Friday, October 5, 2012

If It Moves, Tax It!

In today's column, I mention the exchange between President Obama and Mitt Romney during their debate involving the supposed "tax break" that American companies get for moving jobs overseas.

When Obama mentioned this talking point, Romney replied, "I've been in business 25 years and I have no idea what you're talking about. Maybe I should get a new accountant."

Obama offered no defense of his statement.

But today, John Nichols over at The Nation - a far left political magazine - does.
Obama was talking about strategies for getting new revenues without raising taxes on struggling businesses: “(Part) of the way to do it is to not give tax breaks to companies that are shipping jobs overseas,” said the president. “Right now, you can actually take a deduction for moving a plant overseas. I think most Americans would say that doesn't make sense. And all that raises revenue.”
That’s not actually a debatable point. The U.S. tax code has, since the 1980s, provided multinational corporations with tax breaks for moving jobs overseas.
No, it doesn't and no it hasn't. What the tax code reasonably allows is U.S. companies not to pay taxes on profits not earned in this country. Businesses pay the taxes to the country where they are earned (at the rates those governments charge). Corporate profits are only taxed when it is brought back to this country. Because of our high corporate tax rates, businesses are discouraged from repatriating that cash. Lower tax rates would not only encourage businesses to repatriate that cash, it would encourage the companies to stay here in the first place.

Imagine, you owned a business in New Jersey and you moved it to Pennsylvania because you found the workers and the tax rates in the Keystone state to be better. But you continued to live in New Jersey. Would the Garden State be giving you "a tax break" if it didn't put lien on your house for moving your business to a more hospitable environment? Of course not.

Writes Nichols:
Democrats and Republicans have talked for years about changing the code. The issue was debated in the Senate as recently as July, when Republicans blocked action on the “Bring Jobs Home Act,” which would have provided a 20 percent tax break for the costs of moving jobs back to the U.S. 
See the difference? An actual "tax break" is being proposed for business to moving jobs to the U.S. There isn't a "tax break" for leaving.

Add Nichols:
That measure, would, as well, have rescinded business expense deductions that CNN notes are now “available to companies that are associated with the cost of moving operations overseas."
No wonder the GOP didn't support it.

The reason some businessmen, like Steve Jobs for instance, open a plant oversees is to escape the oppressively hostile business environment they find in states like California. They don't get U.S. tax breaks for doing so. They just aren't punished as severely as liberals would like them.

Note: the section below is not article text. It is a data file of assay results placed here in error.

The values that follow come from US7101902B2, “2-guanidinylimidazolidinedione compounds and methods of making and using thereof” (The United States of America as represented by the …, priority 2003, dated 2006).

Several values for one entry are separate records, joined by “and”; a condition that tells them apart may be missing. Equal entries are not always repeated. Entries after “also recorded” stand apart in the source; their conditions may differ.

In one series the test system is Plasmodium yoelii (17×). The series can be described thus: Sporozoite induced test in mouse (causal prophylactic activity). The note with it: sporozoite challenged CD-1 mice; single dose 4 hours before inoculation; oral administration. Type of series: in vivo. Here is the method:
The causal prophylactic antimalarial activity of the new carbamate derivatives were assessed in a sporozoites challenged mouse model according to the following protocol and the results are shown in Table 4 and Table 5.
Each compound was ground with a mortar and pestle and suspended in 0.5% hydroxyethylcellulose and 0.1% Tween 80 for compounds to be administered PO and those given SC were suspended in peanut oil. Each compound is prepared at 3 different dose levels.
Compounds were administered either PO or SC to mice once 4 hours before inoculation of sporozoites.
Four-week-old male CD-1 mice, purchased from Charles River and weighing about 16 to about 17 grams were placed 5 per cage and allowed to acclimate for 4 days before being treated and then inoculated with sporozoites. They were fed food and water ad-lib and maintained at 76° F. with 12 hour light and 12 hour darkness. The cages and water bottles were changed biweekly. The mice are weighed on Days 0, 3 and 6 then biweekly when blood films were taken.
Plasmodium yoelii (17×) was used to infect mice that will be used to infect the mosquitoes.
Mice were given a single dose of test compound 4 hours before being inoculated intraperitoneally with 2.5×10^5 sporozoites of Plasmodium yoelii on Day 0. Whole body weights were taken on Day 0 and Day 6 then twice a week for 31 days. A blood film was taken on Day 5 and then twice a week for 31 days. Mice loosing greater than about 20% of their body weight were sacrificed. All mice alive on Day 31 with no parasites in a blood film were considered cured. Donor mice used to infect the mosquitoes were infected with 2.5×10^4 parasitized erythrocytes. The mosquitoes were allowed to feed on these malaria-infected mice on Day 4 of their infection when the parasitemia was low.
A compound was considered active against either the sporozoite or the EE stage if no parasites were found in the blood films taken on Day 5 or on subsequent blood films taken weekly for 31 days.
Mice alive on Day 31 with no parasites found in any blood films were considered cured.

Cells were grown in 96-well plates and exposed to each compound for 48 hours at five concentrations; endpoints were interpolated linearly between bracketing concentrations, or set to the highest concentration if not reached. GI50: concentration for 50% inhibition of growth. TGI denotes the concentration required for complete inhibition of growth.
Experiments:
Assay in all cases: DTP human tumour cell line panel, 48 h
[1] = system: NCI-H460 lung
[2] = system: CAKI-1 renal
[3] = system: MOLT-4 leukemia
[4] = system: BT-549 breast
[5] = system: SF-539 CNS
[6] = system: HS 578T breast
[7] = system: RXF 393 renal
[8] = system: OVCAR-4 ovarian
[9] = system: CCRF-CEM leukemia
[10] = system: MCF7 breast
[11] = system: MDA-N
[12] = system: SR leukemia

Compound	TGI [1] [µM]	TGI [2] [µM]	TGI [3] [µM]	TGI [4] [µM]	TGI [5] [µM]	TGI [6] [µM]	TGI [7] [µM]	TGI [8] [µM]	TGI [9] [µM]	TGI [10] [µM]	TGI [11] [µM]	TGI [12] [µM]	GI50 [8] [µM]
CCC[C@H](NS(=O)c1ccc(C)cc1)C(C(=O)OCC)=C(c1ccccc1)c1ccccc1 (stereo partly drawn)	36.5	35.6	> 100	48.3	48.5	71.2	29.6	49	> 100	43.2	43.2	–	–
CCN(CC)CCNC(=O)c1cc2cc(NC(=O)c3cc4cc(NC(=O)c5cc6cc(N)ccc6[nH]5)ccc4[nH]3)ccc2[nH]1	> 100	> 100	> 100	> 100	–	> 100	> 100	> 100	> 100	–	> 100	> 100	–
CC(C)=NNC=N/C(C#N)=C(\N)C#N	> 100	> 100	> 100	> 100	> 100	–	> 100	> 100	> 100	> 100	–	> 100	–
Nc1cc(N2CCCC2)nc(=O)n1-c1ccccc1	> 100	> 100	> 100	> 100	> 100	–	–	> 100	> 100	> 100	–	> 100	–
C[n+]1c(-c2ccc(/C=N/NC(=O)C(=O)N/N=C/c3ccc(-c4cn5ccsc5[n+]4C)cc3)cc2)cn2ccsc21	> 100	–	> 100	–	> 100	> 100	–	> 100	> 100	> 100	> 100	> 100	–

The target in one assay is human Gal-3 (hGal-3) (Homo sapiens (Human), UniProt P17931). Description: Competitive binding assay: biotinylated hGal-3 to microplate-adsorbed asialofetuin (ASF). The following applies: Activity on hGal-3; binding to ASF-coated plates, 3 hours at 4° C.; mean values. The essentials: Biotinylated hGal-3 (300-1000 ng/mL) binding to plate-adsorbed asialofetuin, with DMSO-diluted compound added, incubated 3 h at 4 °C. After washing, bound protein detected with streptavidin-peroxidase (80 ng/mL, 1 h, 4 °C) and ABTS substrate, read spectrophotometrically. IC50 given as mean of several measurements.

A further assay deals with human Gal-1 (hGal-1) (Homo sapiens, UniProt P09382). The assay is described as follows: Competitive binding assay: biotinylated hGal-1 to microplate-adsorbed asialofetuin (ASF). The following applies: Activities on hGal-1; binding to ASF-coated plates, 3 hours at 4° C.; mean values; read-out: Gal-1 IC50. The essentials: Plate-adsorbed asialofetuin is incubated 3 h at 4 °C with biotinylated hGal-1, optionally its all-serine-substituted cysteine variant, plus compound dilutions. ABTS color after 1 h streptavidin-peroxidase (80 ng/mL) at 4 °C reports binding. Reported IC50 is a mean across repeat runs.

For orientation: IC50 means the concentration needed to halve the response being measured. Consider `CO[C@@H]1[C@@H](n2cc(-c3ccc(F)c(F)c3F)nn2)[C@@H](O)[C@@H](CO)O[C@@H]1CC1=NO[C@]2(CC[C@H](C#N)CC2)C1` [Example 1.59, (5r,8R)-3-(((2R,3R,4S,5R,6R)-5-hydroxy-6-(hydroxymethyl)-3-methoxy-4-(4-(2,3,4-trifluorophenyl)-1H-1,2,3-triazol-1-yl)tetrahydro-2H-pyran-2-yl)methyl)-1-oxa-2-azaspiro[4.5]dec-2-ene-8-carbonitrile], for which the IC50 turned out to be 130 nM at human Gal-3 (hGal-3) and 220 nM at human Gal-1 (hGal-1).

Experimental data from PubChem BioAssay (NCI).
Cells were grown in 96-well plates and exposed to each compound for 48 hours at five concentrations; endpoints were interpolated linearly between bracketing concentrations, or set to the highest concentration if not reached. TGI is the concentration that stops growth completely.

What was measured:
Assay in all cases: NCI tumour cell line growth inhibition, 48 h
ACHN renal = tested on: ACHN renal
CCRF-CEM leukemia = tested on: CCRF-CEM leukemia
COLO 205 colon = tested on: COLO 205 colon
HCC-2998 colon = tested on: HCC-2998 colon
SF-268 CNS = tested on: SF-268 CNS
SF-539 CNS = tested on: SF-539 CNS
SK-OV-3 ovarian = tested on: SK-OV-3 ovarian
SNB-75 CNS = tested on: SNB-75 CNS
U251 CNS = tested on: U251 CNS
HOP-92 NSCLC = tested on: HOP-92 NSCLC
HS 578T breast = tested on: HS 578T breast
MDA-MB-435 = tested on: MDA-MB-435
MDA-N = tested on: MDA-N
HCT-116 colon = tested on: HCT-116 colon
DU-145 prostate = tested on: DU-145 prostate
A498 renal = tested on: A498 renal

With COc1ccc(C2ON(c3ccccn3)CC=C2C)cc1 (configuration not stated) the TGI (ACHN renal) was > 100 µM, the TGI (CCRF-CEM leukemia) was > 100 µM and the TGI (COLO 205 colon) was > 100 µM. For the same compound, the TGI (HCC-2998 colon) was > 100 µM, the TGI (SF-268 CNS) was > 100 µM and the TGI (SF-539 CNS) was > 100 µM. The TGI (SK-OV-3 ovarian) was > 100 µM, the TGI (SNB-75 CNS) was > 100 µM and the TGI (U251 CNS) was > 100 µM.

The Obama/Nichols position is like saying the federal government gives you a tax break for dying. Only, it doesn't. It charges you to leave this veil of tears as well.

UPDATE: Just saw this exchange in the comments section of today's column on this very point.

From Stephen Chapman:
Wow Gil - guess you don't know how to do any research do you? Companies DO receive tax breaks for shipping jobs overseas - just like they receive a tax break for moving to Iowa from Philadelphia. any normal business expense related to relocating operations is tax deductible - whether moving overseas or domestically. You could argue that Obama is being disingenuous when he says that companies receive a tax break for moving jobs overseas. But you didn't. You said he was wrong. Well Gil, guess you never heard of google or don't know any accountants or CPA's huh? Epic Fail Gil. Epic Fail.
DelcoBrian responds:

Stephen:
There is NO tax deduction for moving jobs overseas as the President says. I am a CPA, and there is no section in the Internal Revenue Code that says this. A US company having a business that has employees in the US or a foreign county has the same tax deduction for the cost of those employees no mater where they are working. Even if a US company has all of their production overseas (Apple comes to mind), they still have to pay US taxes on their worldwide income. So based on these facts, the President is lying. I know that is tough for liberals to absorb, but it's the truth.

Obviously, I agree with Brian. There is a substantial difference between a standard business deduction and tax break. 

1 Comments:

Blogger CharlieSix said...

As a fellow CPA, albeit not currently practicing, I applaud Brian for his rebuttal which is directly on point. The move overseas, The move back from overseas is a very complex issue which is not always related strictly to taxes. The regulatory impact, both federal and state, of doing business in the United States is oppressive. Mr. Chapman: I suggest you take the time to talk with businessemen operating in the current business environment in the States, particularly in this Commonwealth. Climbing down from your academic pedastal may be enlighteining.

October 5, 2012 at 8:54 PM 

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